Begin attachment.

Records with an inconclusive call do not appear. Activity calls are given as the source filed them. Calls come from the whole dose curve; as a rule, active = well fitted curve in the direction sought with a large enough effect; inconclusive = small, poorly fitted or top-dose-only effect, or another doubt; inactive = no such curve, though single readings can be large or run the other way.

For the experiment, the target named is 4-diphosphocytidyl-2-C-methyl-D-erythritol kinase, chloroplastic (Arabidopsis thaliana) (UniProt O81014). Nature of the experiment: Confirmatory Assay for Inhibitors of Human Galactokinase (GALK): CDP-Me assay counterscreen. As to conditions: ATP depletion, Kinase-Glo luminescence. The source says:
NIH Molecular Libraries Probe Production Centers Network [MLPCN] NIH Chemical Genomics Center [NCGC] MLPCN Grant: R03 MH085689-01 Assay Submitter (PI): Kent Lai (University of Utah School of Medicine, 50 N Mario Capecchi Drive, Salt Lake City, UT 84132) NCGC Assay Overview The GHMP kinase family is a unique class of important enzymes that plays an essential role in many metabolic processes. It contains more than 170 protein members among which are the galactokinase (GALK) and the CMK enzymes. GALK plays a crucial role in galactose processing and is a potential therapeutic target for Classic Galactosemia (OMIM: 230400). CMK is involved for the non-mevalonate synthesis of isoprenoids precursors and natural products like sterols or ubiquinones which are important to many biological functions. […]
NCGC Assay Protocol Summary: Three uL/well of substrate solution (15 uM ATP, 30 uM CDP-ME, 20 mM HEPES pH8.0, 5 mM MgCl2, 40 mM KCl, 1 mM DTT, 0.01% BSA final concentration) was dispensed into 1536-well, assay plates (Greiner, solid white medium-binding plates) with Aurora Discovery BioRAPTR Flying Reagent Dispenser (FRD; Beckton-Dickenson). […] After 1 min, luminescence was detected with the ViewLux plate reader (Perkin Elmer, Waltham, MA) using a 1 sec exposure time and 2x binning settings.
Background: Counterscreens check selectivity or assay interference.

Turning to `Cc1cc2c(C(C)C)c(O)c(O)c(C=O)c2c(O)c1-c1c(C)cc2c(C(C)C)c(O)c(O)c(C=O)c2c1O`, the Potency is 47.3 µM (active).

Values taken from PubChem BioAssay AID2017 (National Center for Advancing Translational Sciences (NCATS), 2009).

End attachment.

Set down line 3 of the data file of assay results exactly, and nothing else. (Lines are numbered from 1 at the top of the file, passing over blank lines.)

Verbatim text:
NIH Molecular Libraries Probe Production Centers Network [MLPCN] NIH Chemical Genomics Center [NCGC] MLPCN Grant: R03 MH085689-01 Assay Submitter (PI): Kent Lai (University of Utah School of Medicine, 50 N Mario Capecchi Drive, Salt Lake City, UT 84132) NCGC Assay Overview The GHMP kinase family is a unique class of important enzymes that plays an essential role in many metabolic processes. It contains more than 170 protein members among which are the galactokinase (GALK) and the CMK enzymes. GALK plays a crucial role in galactose processing and is a potential therapeutic target for Classic Galactosemia (OMIM: 230400). CMK is involved for the non-mevalonate synthesis of isoprenoids precursors and natural products like sterols or ubiquinones which are important to many biological functions. […]